GUADALAJARA – Small and medium businessmen protested to demand from the state government of Jalisco, in western Mexico, the end of the measures of confinement and closure of businesses designed to avoid COVID-19 infections.

With signs with captions like “We want to work!” and “The government is here to take care of the people!”, owners of gyms, sports and aesthetic schools and other workers asked Governor Enrique Alfaro to reopen their businesses, almost bankrupt.

In the crowd was Alejandro Cárdenas, owner of a taekwondo school who said that many of the academies are on the edge of their finances and others are about to close due to compulsory isolation.

“The concern that all schools have of having more than two months unopened, without operating and obviously the services and expenses continue to run, it is unfortunate to see classmates with more than 20 years (of work) having to close their businesses”, express.

The protest happened even though Mexico is in the most critical phase of the coronavirus outbreak, registering a record increase on Saturday, adding 3,059 new cases of COVID-19 to total 65,856.

In addition, it exceeded 7,000 deaths to total 7,179.

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Before the Mexican government implemented the health emergency on March 30, Jalisco was one of the first states to take measures to contain COVID-19 infections, with mandatory social isolation and closure of non-essential businesses.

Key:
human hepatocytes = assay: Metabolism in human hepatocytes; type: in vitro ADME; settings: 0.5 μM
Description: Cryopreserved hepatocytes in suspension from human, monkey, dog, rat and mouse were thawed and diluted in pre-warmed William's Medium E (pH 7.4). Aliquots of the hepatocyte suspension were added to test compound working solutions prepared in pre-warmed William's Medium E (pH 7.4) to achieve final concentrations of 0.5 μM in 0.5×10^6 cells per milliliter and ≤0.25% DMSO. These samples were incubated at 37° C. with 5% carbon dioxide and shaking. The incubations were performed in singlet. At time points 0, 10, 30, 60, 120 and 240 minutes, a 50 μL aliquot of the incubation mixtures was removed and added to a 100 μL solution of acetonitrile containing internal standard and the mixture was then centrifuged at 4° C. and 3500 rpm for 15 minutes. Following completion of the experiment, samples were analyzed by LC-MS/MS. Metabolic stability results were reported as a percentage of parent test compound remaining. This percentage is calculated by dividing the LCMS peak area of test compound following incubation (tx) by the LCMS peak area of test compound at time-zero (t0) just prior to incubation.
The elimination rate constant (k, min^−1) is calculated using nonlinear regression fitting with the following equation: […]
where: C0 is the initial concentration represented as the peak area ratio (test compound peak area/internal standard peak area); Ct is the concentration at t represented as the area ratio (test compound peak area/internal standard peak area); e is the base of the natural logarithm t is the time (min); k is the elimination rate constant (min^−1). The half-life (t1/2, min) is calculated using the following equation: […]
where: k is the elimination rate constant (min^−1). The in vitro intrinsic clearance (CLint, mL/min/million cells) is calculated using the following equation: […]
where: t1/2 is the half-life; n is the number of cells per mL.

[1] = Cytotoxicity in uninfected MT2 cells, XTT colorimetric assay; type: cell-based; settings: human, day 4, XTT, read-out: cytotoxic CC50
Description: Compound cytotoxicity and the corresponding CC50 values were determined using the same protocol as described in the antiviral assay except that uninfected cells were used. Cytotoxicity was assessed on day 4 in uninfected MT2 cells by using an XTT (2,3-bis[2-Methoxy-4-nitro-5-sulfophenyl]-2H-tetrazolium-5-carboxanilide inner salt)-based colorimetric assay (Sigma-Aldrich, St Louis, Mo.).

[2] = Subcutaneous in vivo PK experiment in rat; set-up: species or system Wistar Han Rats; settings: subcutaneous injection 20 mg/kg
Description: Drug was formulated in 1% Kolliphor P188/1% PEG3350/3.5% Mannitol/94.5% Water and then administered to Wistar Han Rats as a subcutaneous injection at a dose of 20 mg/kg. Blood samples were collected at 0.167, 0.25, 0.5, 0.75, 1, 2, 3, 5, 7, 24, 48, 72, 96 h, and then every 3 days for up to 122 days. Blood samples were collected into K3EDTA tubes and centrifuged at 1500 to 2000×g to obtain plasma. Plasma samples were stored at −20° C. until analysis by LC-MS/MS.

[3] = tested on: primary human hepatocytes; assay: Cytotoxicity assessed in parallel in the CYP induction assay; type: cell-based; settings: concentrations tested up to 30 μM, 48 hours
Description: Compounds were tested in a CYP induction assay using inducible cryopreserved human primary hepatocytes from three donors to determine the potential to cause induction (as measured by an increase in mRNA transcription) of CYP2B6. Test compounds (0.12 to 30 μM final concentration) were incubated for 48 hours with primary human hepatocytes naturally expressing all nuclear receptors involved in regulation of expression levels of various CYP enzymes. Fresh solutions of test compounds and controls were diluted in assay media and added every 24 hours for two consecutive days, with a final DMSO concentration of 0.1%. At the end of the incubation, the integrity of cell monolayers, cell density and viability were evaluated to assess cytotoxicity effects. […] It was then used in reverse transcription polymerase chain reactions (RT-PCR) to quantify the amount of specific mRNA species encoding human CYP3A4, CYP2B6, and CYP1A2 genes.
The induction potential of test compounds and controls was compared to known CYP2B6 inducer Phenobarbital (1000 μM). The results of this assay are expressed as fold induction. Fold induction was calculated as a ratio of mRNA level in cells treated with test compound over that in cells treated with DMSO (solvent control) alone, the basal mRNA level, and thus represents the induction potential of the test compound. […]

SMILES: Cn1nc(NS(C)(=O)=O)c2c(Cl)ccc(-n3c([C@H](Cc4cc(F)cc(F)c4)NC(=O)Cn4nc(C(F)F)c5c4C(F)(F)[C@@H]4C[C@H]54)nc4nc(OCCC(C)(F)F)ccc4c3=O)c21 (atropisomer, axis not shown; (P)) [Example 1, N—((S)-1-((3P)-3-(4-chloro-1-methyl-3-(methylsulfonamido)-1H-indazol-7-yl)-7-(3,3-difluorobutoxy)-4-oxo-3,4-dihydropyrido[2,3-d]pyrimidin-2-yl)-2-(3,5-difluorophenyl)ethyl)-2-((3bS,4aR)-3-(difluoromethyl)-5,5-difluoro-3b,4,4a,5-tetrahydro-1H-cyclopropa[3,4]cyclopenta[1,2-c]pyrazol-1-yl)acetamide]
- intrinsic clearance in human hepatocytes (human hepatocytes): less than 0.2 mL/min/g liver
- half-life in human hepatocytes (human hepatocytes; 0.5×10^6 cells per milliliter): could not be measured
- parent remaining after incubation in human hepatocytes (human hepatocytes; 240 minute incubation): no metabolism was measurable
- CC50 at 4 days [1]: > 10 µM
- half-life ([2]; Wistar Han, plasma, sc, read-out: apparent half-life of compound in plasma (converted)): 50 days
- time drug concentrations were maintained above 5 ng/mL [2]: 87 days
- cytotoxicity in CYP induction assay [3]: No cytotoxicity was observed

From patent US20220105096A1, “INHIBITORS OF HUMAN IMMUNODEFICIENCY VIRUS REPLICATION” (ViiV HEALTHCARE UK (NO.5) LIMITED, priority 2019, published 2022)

After 68 days of isolation, the entity with more than 8 million inhabitants exceeded one hundred deaths and 1,594 confirmed cases of contagion of the new coronavirus, of which only 1,132 appear in the daily report of the federal government.

On the other hand, in April alone, the entity lost 25,566 permanent jobs and 12,579 temporary ones, according to state government figures.

The local administration has projected an economic revival plan to gradually open businesses that comply with health protocols and physical distance.

The project, which would run until September, defines the phases for various business lines to open.

Without physical distance and without face masks, the protesters claimed that the Mexican government has “manipulated the pandemic” to force them to be at home, which has “paralyzed” the citizens’ economy.

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Therefore, they demanded that the governor give them back “the right to work” and that the merchants can overcome the economic problems they face.

Fernando Vázquez, owner of a sports academy explained that they have followed the sanitary norms imposed by the health authorities and are prepared to receive their students again.

“The disagreement is that establishments such as bars or liquor stores can open, and where is the sport? We, as workers, is the only income we have, “he said.